So now it’s six years later, and I’m trying again. And for the past six years, whenever a field meal has been delivered to me while I’m taking a tractor ride with my husband, I’ve been taking notes on what works for food items. But tonight, I’m not just cooking for him, I’m cooking for all of the farmers and my mother and sister-in-law. My mother-in-law knows exactly who likes what, who will eat what, and each of their favorites. I, however, do not. But I’m thinking, ‘What guy wouldn’t like Buffalo Chicken Lasagna on a beautiful fall evening?!’ I’ll have to let you know.... and if it fails, at least there’s gas station pizza I can pick up on my way. Oh, and warm brownies straight out of the oven.

7:30pm: 

Mission dinner-in-the-field was a success! Everyone loved the meal. Instead of the typical drive-by-and-pick-up-my-food night, the guys were leaving one field and headed to another, so they took some time to get out of the tractors, combines, and trucks to stand and eat around the back of a pick-up truck. Since tonight was a success, I’m trying to think of the next meal I can take to them: how about fajitas?!...oh, and some type of dessert!


Here are pictures to document the assembly. I cooked the food at my house but then took it to my in-law's house so that I could use their Styrofoam boxes and utensils (they buy them in bulk). Plus, my lasagna needed 20 minutes to sit before serving, so the 30 minute drive to the farm was perfect. 

 Food is ready to dish out
 I felt like I was cooking for a dinner party- look at all those boxes!
 Tada!


Thursday, September 26, 2013

Pumpkin Picking

Today I picked my own pumpkins. From a pumpkin patch. On the edge of a cornfield. With no one else around. That’s country life for you! 

While I was with my kids in the car on my way to visit the guys in the field, Grant called me and said that his high school friend offered us pumpkins out on his property. Since I was near, Grant gave me the directions: go down the gravel road, take a left at the t, go around a bunch of curves and look for a green and white shed. (That’s usually how directions go when it comes to telling me where to drive among the corn and bean fields.) Sure enough, I couldn’t miss the shed, drove around it and looked for a bunch of pumpkins laying around for me to take home. There were no pumpkins in sight. I called Grant asking if I had to actually find a pumpkin patch and go out into the field and pick them. Sure enough, as I rounded the corner, I spotted pumpkins that looked like they were out of “It’s a Great Pumpkin, Charlie Brown”! They were huge and still attached to their vines. 

I got out, took a look around, and discovered beautiful pumpkins scattered among vines throughout a large patch next to the corn field. I found a few that looked to be the right size for carving, stepped through some vines and went down to reach for a pumpkin. Who knew that pumpkin vines and stalks were sooo prickly! It was the same discovery six years ago when I went to pull my very first zucchini in my own vegetable garden: I came into the house with a bag full of zucchini but an arm full of itchy scratches form their vines. But these pumpkins were different. The only place I could touch without getting stuck in the arm or hand was the pumpkin itself. I had no gloves or my strong farmer husband to help me. Just me, corn fields, a bunch of pumpkins still in the field, and my two toddlers in the car watching a movie (thank goodness for dvd systems).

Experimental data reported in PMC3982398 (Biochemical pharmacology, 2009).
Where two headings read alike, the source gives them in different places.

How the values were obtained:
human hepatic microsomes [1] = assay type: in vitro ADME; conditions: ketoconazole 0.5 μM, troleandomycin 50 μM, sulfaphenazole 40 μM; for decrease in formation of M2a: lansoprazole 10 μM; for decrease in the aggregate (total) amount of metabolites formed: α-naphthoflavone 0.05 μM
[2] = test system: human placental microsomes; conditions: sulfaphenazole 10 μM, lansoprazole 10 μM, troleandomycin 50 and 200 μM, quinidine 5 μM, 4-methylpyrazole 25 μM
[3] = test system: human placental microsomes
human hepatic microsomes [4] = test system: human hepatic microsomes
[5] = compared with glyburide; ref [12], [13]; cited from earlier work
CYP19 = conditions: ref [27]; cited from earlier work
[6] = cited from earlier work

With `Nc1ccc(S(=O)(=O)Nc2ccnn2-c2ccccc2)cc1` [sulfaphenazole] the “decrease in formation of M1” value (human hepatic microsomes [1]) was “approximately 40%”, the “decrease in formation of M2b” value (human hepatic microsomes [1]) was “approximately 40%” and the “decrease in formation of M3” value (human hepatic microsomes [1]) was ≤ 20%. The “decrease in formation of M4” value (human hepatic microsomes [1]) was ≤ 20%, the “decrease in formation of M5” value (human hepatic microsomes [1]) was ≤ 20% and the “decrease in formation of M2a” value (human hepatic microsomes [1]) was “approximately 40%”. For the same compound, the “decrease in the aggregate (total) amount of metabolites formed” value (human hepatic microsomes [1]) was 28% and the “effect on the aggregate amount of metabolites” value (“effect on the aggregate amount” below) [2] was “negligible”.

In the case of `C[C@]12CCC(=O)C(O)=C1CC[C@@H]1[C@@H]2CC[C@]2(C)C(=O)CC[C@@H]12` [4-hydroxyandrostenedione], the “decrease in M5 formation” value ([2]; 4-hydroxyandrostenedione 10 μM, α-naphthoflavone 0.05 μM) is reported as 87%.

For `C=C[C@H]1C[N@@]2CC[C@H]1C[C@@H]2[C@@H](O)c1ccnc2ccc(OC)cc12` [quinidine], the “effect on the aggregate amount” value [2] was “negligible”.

My pumpkins!
If I was going home with pumpkins, I had to find a spot where I could step into without getting too scratched up on my legs and bend down to take hold of a pumpkin while pulling it from its vine. After managing some athletic moves and crushing vines to the side with my shoes, I found a few good sized pumpkins to take home for fall decorations and Halloween carving. In order to get them free and load them into the car, I had to roll them over on their sides until they broke from their vines. There was no way I was touching those stalks with bare hands. 

This was a country experience at its finest. I was alone in a pumpkin patch, my hands and pants were dirty, I was sweaty from all the work of pulling the pumpkins loose, there was a beautiful red barn in the background, and I was surrounded by the sweet sound of silence. I even used the opportunity to get the kids out of the car to see the Charlie Brown sized pumpkins and take a few pictures. 

My pumpkins this year aren’t bought from a local pumpkin patch or road stand, but I picked them myself. And this afternoon, they adorn my front steps waiting for Grant to bring home straw bales and corn stalks from our family farm. 

*And a special thanks to Luke for letting me experience my very own pumpkin picking from his farm! 

Wednesday, September 25, 2013

Red Tractors

Okay, so I keep telling myself that I need to post to this blog more often. Life just doesn't seem to give me much time for writing (for fun). But I just HAD to write a blog post today because I came across something definitely "Farm Notes Worthy"! I still can't believe it.

Grant came home from the IL Farm Show last month with a flyer about a new Red Tractor book that details all the red tractors (Case IH) from 1958-2013. He said it would be a great idea for his dad's birthday present in October, and I agreed.

Since I'm spending some time at home today due to a sick child, I started cleaning off my desk and came across the flyer that was buried under magazines that I have yet to read from this summer. Good thing I found it because October will be here before I know it and I'll need that birthday present!